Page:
Introduction: Cushings syndrome in childhood usually results from exogenous steroids, which can potentially cause adrenal suppression and leave the patient at risk of adrenal crisis. Classically this occurs secondary to oral glucocorticoid medication, but there are also frequent reports resulting from high dose topical steroids. Prolonged intranasal or inhaled steroids have also been implicated, however cases resulting from the prolonged use of ocular steroids are extremely rare.
Case report: We present the case of an 8-year-old boy with Peters Plus syndrome who developed Cushings syndrome and severe adrenal suppression secondary to prolonged ocular steroids given almost continuously over at least 4 years. He had bilateral congenital glaucoma, requiring multiple ophthalmic surgical procedures, including repeat corneal transplants. These dexamethasone eye drops had been given up to every 30 min, but mainly two to four times daily. On a short synacthen test he only achieved a peak cortisol level of <10 (at 0, 30, and 60 min) showing severe adrenal suppression.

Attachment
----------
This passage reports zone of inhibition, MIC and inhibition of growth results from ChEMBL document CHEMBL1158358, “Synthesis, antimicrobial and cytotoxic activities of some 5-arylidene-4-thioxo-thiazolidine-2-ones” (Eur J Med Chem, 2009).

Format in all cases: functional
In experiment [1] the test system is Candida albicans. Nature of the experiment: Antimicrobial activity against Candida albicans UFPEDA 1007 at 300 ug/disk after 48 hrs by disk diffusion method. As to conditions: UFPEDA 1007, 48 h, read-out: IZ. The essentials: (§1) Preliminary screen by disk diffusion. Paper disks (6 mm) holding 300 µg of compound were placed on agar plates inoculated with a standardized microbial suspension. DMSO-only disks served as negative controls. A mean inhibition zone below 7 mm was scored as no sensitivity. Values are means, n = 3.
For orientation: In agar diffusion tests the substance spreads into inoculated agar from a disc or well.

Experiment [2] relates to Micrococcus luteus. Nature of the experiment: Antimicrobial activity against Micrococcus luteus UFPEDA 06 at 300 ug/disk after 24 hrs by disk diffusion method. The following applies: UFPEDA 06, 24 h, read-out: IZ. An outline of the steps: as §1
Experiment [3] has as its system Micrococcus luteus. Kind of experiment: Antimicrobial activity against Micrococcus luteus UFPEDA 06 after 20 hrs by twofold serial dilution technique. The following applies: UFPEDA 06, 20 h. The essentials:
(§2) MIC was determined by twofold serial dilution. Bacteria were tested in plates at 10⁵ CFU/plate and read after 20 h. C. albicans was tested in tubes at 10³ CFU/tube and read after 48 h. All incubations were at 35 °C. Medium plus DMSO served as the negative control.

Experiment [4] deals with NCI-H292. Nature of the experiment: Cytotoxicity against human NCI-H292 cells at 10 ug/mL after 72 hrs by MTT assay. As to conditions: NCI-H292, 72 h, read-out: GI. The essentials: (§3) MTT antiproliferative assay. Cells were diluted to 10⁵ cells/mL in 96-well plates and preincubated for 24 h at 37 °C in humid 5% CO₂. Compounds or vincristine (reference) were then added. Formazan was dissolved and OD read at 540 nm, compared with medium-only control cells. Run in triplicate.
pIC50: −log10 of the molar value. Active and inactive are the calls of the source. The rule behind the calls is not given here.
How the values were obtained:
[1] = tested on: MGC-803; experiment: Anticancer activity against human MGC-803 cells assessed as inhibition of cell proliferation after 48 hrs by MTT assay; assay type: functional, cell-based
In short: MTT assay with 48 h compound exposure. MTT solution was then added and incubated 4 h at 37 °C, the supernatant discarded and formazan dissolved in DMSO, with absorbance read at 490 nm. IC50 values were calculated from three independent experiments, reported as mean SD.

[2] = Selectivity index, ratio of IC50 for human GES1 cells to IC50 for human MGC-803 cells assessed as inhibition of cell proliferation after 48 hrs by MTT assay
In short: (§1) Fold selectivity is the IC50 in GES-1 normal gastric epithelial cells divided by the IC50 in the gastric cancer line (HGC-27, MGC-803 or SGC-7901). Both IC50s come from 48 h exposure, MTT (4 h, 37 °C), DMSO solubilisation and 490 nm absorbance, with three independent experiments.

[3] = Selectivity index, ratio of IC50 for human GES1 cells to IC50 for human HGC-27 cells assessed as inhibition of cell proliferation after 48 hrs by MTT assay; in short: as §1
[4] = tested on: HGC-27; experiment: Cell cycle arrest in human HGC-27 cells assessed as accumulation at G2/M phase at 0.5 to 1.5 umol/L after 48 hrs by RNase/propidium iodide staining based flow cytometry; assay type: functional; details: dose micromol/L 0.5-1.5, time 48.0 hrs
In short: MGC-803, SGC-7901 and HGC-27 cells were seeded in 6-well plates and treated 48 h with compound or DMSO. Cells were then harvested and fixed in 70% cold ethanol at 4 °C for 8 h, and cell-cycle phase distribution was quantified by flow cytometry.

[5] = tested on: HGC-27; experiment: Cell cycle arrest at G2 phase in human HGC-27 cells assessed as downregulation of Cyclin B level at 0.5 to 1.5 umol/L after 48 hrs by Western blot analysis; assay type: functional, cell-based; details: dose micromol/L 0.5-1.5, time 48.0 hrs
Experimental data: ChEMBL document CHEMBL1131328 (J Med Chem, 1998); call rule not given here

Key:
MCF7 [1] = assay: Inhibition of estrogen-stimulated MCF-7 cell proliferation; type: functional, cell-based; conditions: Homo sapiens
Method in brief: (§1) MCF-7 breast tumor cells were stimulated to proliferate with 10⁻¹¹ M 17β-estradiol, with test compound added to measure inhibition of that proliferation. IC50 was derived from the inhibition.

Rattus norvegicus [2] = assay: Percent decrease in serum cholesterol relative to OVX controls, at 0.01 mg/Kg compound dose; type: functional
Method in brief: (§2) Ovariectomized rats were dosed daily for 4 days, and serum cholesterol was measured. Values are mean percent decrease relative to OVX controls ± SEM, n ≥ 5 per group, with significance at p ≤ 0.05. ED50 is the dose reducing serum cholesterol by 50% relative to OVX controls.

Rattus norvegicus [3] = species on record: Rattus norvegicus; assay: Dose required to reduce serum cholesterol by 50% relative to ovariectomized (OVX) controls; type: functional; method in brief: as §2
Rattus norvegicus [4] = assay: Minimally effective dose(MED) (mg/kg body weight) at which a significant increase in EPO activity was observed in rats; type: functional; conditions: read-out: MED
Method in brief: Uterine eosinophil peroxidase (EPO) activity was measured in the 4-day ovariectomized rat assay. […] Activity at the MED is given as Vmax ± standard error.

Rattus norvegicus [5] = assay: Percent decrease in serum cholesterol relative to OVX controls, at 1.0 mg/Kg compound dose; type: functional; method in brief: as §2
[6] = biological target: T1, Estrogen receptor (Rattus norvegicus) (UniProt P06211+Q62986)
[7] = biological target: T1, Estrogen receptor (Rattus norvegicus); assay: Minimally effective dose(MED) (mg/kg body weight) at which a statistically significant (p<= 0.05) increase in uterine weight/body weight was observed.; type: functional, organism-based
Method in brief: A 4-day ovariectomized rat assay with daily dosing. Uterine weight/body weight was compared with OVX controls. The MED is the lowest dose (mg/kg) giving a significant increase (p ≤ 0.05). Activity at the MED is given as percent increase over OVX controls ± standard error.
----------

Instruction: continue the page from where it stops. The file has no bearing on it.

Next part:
Impacts on clinical practice: To date there have only been two previous reports of children developing Cushings syndrome and two others with adrenal insuffiicency following ocular steroids.Exact mechanism is uncertain, as a study has confirmed that despite frequent dosing, the penetration of dexamethasone into the vitreous is negligible, concentration in the aqueous humor and systemic uptake is low. Possible mechanisms proposed include absorbtion through the nasal mucosa when correct instillation technique including punctal occlusion is not practised, which may reduce the steroid amount reaching the nasal mucosa. Although rare, clinicans should be aware that prolonged ocular steroids can lead to Cushings syndrome and/or adrenal suppression (potentially occult). Its recognition is vital in order to institute appropriate management and prevent the life threatening possibility of adrenal crisis.